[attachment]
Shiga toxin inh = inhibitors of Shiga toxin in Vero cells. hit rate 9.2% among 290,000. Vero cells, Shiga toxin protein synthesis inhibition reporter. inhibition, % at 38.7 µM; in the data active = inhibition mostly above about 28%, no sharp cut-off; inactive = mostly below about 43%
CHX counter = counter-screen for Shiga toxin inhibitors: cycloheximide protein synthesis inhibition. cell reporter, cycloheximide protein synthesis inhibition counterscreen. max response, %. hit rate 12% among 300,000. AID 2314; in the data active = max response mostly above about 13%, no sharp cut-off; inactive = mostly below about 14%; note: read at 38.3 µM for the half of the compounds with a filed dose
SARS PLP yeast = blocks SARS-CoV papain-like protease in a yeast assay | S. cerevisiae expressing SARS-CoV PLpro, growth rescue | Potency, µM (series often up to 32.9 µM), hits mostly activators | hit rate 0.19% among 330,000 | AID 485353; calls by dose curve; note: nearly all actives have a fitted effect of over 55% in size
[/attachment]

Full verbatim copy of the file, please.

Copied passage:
Shiga toxin inh = inhibitors of Shiga toxin in Vero cells. hit rate 9.2% among 290,000. Vero cells, Shiga toxin protein synthesis inhibition reporter. inhibition, % at 38.7 µM; in the data active = inhibition mostly above about 28%, no sharp cut-off; inactive = mostly below about 43%
CHX counter = counter-screen for Shiga toxin inhibitors: cycloheximide protein synthesis inhibition. cell reporter, cycloheximide protein synthesis inhibition counterscreen. max response, %. hit rate 12% among 300,000. AID 2314; in the data active = max response mostly above about 13%, no sharp cut-off; inactive = mostly below about 14%; note: read at 38.3 µM for the half of the compounds with a filed dose
SARS PLP yeast = blocks SARS-CoV papain-like protease in a yeast assay | S. cerevisiae expressing SARS-CoV PLpro, growth rescue | Potency, µM (series often up to 32.9 µM), hits mostly activators | hit rate 0.19% among 330,000 | AID 485353; calls by dose curve; note: nearly all actives have a fitted effect of over 55% in size